Lactobacillus acidophilus ATCC 4356 inhibits biofilm formation by C. albicans and attenuates the experimental candidiasis in Galleria mellonella


Probiotic strains of Lactobacillus have been studied for their inhibitory effects on Candida albicans. However, few studies have investigated the effect of these strains on biofilm formation, filamentation and C. albicans infection. The objective of this study was to evaluate the influence of Lactobacillus acidophilus ATCC 4356 on C. albicans ATCC 18804 using in vitro and in vivo models. In vitro analysis evaluated the effects of L. acidophilus on the biofilm formation and on the capacity of C. albicans filamentation. For in vivo study, Galleria mellonella was used as an infection model to evaluate the effects of L. acidophilus on candidiasis by survival analysis, quantification of C. albicans CFU/mL, and histological analysis. The direct effects of L. acidophilus cells on C. albicans, as well as the indirect effects using only a Lactobacillus culture filtrate, were evaluated in both tests. The in vitro results showed that both L. acidophilus cells and filtrate were able to inhibit C. albicans biofilm formation and filamentation. In the in vivo study, injection of L. acidophilus into G. mellonella larvae infected with C. albicans increased the survival of these animals. Furthermore, the number of C. albicans CFU/mL recovered from the larval hemolymph was lower in the group inoculated with L. acidophilus compared to the control group. In conclusion, L. acidophilus ATCC 4356 inhibited in vitro biofilm formation by C. albicans and protected G. mellonella against experimental candidiasis in vivo.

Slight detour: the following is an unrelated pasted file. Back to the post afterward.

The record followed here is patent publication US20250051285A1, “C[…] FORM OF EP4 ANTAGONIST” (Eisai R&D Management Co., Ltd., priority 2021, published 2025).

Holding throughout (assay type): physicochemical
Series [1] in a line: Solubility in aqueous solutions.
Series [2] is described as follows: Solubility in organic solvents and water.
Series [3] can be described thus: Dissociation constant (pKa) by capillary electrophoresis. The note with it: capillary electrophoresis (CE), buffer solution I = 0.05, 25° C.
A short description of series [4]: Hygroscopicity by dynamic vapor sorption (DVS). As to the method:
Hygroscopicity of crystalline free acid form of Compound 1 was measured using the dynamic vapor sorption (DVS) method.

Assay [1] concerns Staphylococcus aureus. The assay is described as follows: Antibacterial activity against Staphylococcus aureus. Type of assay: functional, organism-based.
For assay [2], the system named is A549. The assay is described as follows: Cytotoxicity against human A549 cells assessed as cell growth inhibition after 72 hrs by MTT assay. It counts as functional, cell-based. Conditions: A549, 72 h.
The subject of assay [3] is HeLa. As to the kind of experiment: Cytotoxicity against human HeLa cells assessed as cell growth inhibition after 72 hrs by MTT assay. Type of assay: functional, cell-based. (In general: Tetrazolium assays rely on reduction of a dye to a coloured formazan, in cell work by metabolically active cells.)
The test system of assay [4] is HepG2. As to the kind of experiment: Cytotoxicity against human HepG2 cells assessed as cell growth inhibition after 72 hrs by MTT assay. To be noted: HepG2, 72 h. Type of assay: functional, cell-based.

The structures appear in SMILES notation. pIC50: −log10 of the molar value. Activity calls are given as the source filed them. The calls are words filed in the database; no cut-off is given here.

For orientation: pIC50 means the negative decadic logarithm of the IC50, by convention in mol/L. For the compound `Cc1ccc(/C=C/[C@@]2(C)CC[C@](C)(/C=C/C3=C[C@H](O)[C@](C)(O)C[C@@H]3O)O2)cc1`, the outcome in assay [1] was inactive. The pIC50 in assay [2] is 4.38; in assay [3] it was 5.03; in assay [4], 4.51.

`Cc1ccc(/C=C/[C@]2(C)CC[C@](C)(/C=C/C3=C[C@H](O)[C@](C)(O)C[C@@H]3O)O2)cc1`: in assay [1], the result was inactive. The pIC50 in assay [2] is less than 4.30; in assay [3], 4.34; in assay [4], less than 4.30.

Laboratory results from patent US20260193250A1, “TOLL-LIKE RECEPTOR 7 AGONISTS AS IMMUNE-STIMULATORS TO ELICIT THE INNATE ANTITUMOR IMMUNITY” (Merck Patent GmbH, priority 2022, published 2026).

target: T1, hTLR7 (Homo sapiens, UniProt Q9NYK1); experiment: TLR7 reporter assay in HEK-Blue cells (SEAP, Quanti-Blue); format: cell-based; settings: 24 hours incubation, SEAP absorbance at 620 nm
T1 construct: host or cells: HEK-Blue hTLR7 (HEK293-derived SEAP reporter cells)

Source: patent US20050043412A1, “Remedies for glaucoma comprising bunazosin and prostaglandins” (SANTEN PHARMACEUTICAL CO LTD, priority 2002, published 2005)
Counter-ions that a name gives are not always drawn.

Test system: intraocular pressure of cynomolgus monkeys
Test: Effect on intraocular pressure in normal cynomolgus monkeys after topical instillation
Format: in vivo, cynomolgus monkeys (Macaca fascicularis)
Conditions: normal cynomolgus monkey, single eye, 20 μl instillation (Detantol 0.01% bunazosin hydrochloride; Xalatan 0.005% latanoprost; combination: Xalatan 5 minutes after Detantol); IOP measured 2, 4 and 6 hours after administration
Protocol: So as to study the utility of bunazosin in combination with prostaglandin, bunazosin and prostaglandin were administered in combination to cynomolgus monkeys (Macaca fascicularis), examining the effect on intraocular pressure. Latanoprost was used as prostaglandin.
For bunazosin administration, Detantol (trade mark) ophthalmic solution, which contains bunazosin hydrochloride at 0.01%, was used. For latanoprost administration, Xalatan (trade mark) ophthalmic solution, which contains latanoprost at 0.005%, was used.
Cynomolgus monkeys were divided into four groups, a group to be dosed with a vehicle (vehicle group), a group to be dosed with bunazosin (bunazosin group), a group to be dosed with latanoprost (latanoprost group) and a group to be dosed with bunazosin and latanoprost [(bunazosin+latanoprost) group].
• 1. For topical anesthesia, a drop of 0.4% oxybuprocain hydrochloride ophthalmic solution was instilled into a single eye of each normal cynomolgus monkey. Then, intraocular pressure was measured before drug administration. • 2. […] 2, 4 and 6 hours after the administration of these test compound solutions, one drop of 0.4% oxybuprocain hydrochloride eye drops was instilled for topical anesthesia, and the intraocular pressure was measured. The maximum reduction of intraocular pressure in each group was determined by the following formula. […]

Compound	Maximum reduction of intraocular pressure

Biofilm, Candidiasis, Candida albicans, Filamentation, Probiotic, Galleria mellonella, Lactobacillus acidophilus, ATCC, American type culture collection, YNB, Yeast nitrogen base, MRS, man rogosa and sharpe, PBS, phosphate buffered saline, BHI, Brain heart infusion, CFU, colony-forming unit, SEM, scanning electron microscopy, PAS, periodic acid-Schiff, HE, hematoxylin-eosin, pH, potential hydrogen ion, NIH, National Institutes of Health

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Virulence. Philadelphia: Taylor &francis Inc, v. 6, n. 1, p. 29-39, 2015.